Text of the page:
Search This Blog

Tuesday, March 22, 2016

Southwest Hunter Mountain/ Rusk Mountain(Catskills)

Headed down to the Catskills to nab a couple 3500+ foot high peaks with fellow hiker James Hopson today.  We opted to hike Southwest Hunter Mountain(aka Leavitt's Peak) and Rusk on what was forecast to be a very nice early spring day.  We arrived at the trail head at the end of Spruceton Road at 8:30am and got geared up and ready to go.  James has a lot of bushwhacking experience so I was strongly looking forward to learning from him.  We set off on Spruceton Road east along the beautiful West Kill creek.  Although temps were cold in the mid 20's, once we got moving it was hardly noticeable.
At the trail junction of the Diamon Notch Trail and the Devils Path, we proceeded straight ahead on the Devils Path east, gaining altitude quickly.  Views of Southwest Hunter Mountain can be easily seen through the bare March trees.
Unfortunately James and I got deep into discussion and walked right past Geiger's Point, a nice vista from an overlook just 25 feet off the trail.  We didn't let this slow us down, however, and soon picked up the rock cairn and herd path for SW Hunter at 2.8 miles from the car.  This section of trail was much more wintry, with ice and snow in the shade of conifers.
The herd path follows an old railroad bed and provides glimpses of nearby Hunter Mountain's hulking ridge line.
A careful eye can pick out Hunter Mountain's fire tower at the summit.
We soon turned south and into the woods, beginning the true bushwhack portion of the hike.  These rocky caves were found just a short distance from the summit.
 We soon arrived at a plateau and picked up a herd path leading to the summit canister.  This is my 23rd Catskill high peak!
The 3750 foot summit area of SW Hunter Mountain(Leavitt's Peak).
Our next goal was to bushwhack down the steep northwest slopes of the mountain towards the Diamond Notch Trail, way down by the West Kill.  This was my first true bushwhacking experience and it was fun.  We had to find our way through thick witch hobble and find chutes on the way down.
Descending through a stand of conifers.
We soon began to level off, dropping nearly 1500 feet and before we knew it picked up the Diamond Notch Trail.  We then followed this back across the creek and towards Spruceton Road again.  After a little over a mile of road walking, we then turned north at the DEC parking lot for Spruceton Trail, and followed this trail for roughly a third of a mile, crossing a bridge over Hunter Brook.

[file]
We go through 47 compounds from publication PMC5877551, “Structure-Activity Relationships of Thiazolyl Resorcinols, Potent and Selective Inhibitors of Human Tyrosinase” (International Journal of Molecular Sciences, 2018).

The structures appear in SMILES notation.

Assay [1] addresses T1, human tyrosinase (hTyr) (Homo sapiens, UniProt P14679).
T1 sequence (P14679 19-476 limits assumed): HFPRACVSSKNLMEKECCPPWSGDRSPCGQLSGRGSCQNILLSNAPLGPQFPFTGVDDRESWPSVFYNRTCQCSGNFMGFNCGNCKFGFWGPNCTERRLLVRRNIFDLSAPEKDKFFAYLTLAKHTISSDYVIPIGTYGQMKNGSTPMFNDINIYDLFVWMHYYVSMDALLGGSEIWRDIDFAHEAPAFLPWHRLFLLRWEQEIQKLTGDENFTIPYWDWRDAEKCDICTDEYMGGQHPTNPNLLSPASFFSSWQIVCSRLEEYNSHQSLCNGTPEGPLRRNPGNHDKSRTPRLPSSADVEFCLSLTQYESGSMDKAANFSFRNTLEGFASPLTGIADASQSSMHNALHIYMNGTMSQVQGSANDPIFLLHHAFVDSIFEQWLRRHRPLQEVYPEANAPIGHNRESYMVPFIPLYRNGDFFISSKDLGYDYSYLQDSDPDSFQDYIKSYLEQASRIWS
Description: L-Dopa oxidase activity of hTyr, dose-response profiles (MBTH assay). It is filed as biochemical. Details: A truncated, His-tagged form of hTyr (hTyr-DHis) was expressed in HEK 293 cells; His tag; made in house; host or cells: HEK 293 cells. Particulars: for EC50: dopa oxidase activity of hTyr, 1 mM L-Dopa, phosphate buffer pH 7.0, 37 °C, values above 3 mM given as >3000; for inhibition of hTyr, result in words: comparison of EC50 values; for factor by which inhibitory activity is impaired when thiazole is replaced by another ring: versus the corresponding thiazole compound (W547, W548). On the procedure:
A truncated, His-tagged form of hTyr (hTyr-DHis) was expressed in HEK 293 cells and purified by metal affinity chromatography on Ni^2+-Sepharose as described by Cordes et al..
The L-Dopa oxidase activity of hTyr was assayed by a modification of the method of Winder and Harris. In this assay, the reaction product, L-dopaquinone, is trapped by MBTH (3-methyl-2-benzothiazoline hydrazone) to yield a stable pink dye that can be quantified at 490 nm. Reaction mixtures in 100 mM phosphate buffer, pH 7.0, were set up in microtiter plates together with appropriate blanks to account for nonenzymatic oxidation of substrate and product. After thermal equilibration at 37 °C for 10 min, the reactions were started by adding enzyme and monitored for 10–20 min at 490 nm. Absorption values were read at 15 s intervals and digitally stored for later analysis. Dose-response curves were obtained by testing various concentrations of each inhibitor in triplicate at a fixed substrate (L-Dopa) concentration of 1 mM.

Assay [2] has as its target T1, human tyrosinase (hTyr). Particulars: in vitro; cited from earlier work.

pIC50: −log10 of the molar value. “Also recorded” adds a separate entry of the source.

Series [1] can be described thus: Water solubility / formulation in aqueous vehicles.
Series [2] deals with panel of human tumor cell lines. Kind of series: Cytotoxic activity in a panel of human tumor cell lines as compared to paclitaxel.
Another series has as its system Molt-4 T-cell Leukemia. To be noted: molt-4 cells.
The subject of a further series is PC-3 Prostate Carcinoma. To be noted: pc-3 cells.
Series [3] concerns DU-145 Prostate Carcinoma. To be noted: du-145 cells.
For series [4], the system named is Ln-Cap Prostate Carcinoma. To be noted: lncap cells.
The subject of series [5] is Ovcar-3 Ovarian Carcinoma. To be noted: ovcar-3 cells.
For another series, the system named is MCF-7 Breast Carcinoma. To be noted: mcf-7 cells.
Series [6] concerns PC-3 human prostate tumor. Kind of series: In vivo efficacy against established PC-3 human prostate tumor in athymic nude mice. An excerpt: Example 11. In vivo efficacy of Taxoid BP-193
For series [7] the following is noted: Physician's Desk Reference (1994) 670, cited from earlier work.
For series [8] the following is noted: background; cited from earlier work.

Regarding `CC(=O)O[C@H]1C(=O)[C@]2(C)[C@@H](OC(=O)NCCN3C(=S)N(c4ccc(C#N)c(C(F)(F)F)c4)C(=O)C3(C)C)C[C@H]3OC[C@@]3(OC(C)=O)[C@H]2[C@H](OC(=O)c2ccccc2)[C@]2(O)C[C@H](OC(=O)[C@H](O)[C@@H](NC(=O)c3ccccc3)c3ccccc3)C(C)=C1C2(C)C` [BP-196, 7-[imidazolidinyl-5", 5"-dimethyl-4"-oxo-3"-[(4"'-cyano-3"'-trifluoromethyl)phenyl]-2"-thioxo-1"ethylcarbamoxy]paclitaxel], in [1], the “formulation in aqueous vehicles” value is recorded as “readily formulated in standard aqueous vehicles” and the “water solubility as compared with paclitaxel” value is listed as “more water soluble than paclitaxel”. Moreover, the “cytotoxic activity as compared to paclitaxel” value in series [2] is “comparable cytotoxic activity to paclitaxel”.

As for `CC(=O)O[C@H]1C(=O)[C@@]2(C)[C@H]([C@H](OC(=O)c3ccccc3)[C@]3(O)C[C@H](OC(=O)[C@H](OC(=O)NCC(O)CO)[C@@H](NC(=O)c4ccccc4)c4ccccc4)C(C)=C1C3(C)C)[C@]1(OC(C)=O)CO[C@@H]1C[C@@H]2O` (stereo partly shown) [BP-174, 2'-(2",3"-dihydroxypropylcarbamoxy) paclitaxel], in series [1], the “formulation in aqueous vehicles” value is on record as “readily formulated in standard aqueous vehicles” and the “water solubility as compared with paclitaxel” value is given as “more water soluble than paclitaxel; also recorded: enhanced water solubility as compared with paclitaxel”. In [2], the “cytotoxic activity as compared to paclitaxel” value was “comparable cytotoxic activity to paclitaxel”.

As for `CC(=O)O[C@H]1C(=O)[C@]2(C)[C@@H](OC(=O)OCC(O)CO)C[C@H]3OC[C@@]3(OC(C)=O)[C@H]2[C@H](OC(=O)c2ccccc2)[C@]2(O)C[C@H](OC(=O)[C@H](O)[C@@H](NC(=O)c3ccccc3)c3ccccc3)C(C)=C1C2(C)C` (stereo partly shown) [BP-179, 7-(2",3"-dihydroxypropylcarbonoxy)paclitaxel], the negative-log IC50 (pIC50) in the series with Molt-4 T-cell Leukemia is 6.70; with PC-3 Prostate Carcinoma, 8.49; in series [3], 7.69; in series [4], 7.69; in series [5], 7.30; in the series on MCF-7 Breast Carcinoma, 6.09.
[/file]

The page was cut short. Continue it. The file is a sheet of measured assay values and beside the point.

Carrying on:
Soon after crossing the brook, we entered the woods to the northwest, leaving the trail behind.  As we gazed up the steep slopes, we realized that we'd have to hike directly uphill, ascending nearly 1600 feet in less than a mile.
 The grade was very steep and relentless as we climbed out of Ox Hollow, with views to nearby peaks opening up around us through the bare trees.
 As the pitch of the ascent finally began to subside, we left the wide open hardwood forest, entering a large conifer forest.  The last thing between us and the summit was a "rock fortress", which easily climbed around and followed the herd path to the canister.
 Signing the summit canister for peak #24!
Rusk Mountain, elevation 3680 feet.
 After enjoying our summit pics, we then headed west for .3 of a mile through thick conifers and blowdown before arriving at gorgeous clifftop views.  Jim had spotted these from the valley below and we were rewarded with an incredible vista.
Spruceton Valley way down below.
 The Lexington Range unfolding directly to our west.  Evergreen, Pine Island and the Lexington Range beyond.
Here is a shot of me enjoying the view towards West Kill Mountain.
 A great shot of West Kill Mountain to the south across the valley.
After enjoying the clifftop views, we finally descended the steep slopes of Rusk heading generally southeast.
 Arriving back at the Spruceton Trail, it was an easy walk back to the car under gorgeous sunny skies.
Hiked 7.8 miles RT, with an elevation gain of around 3400 feet, bushwhacking two peaks.  A great day in the woods thanks to Jim.  I hope to hike with him again soon and have more fun bagging peaks.

No comments:

Post a Comment